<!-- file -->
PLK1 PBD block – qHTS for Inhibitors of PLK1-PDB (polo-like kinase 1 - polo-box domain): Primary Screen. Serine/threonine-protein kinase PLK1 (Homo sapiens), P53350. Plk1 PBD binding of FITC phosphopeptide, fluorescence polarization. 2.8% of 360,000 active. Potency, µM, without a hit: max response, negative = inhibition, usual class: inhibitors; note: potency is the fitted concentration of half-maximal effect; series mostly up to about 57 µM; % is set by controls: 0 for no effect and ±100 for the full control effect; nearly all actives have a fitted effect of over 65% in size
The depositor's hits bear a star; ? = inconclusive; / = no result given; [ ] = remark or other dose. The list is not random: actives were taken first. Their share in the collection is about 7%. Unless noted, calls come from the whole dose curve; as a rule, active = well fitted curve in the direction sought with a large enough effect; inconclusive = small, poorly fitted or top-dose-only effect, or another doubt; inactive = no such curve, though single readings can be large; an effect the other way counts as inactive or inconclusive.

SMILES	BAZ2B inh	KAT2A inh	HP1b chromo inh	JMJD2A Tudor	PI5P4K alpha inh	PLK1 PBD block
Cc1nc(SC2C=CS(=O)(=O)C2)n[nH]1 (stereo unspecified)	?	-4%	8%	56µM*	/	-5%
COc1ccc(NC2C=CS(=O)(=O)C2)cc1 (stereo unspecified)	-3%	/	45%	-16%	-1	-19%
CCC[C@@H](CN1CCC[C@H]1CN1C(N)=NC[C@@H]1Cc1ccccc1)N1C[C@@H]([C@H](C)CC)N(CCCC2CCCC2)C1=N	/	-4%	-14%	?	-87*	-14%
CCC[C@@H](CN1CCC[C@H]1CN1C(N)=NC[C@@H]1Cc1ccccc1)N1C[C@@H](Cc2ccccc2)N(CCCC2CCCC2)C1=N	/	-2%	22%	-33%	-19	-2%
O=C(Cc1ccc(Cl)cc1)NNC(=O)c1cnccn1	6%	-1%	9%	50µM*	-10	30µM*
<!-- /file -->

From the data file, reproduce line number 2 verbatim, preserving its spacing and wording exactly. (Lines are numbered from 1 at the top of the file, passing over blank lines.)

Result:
The depositor's hits bear a star; ? = inconclusive; / = no result given; [ ] = remark or other dose. The list is not random: actives were taken first. Their share in the collection is about 7%. Unless noted, calls come from the whole dose curve; as a rule, active = well fitted curve in the direction sought with a large enough effect; inconclusive = small, poorly fitted or top-dose-only effect, or another doubt; inactive = no such curve, though single readings can be large; an effect the other way counts as inactive or inconclusive.